Now it’s official: Nashville has given final approval to a $17.5 million grant for Amazon. The city will pay the incentives as the company fills 5,000 jobs.
For the most part, city officials have given a glowing welcome to the company for promising high-paying jobs, a boost to tax revenues and added momentum for the tech industry.
But as the Industrial Development Board finalized the city incentive deal on Thursday, some members put their concerns on the record about Amazon’s size and reputation.
“The challenge is … to allow Nashville to continue to grow, but certainly to preserve that quality of life that attracted everybody,” said board member Nigel Hodge.
He pressed Holly Sullivan, Amazon’s head of worldwide economic development, about the company’s pending impact on traffic.
“As our public transportation stands right now, do you feel that it is adequate?” Hodge asked.
“That’s a tricky question,” Sullivan replied. “Today, I think it’s OK.”
She went on to suggest Amazon could be involved in conversations about improving public transportation, exploring the role of autonomous vehicles and influencing city planning. She also noted that the company has an incentive program for employees who commute in ways other than driving alone.
“We need to be more thoughtful on how Nashville continues to grow,” Sullivan said. “Those are conversations that we will be a part of and would like to be invited to the table to help solve those.”
The board’s chairwoman, Ginger Hausser, noted that Amazon caused growing pains in its early days in Seattle, and that concerns in New York City led officials there to reject plans for a second headquarters.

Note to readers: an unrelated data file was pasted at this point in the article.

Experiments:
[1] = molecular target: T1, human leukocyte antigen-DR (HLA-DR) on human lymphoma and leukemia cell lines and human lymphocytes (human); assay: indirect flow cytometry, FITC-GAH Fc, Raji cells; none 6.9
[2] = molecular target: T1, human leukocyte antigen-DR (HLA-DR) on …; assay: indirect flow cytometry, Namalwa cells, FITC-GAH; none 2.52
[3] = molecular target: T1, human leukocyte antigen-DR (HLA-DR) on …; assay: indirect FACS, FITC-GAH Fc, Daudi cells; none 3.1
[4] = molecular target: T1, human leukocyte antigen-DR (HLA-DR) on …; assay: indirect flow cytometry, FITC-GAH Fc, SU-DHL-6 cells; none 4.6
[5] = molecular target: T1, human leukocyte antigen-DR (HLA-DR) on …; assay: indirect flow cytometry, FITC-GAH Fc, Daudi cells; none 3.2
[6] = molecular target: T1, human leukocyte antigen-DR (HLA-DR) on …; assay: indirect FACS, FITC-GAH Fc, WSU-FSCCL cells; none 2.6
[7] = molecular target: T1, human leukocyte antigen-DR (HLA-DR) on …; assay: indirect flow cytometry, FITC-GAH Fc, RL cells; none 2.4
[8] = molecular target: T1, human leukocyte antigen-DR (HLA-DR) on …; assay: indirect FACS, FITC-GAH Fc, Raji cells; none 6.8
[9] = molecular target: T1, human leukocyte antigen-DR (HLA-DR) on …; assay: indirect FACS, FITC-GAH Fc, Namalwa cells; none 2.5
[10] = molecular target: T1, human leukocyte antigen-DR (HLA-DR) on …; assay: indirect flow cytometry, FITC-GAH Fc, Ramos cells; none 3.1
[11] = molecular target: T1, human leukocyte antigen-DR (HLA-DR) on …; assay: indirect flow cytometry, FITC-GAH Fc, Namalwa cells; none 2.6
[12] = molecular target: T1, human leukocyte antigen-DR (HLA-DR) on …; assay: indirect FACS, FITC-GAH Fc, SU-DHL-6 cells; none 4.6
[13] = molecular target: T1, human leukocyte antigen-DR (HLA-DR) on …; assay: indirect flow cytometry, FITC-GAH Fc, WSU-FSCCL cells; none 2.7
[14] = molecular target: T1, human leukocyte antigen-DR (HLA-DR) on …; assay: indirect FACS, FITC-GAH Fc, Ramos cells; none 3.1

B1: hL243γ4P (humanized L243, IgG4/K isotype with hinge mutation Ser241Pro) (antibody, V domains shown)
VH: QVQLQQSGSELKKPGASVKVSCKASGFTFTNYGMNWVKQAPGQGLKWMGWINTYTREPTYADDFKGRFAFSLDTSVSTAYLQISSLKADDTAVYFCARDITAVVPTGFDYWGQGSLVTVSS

“I hope … it is really a community-minded Amazon that we’re going to see here in Nashville,” Hausser said. “This really provides a unique opportunity for Amazon as a company to really reset what that image is.”
On that front, Amazon has been funding local nonprofits and universities. And the company spoke out against several state legislative bills dubbed the “slate of hate” by the LGBT community.
Board member Cristina Allen said she’d like Amazon to keep affordable housing and transportation on its radar.
“Those are issues that come as a whole for the city, and Amazon we look forward to your corporate social responsibility on that as well,” she said.
Thursday’s vote finalized Metro’s incentive for Amazon. Meanwhile, a much larger package from the state government has been advancing. A $65-million grant from the state is included in the upcoming budget, but a contract could take a few more months to complete.
Amazon has made some hires for its Nashville operations center, and Sullivan said the company would like to have 400 people on board by the end of the year.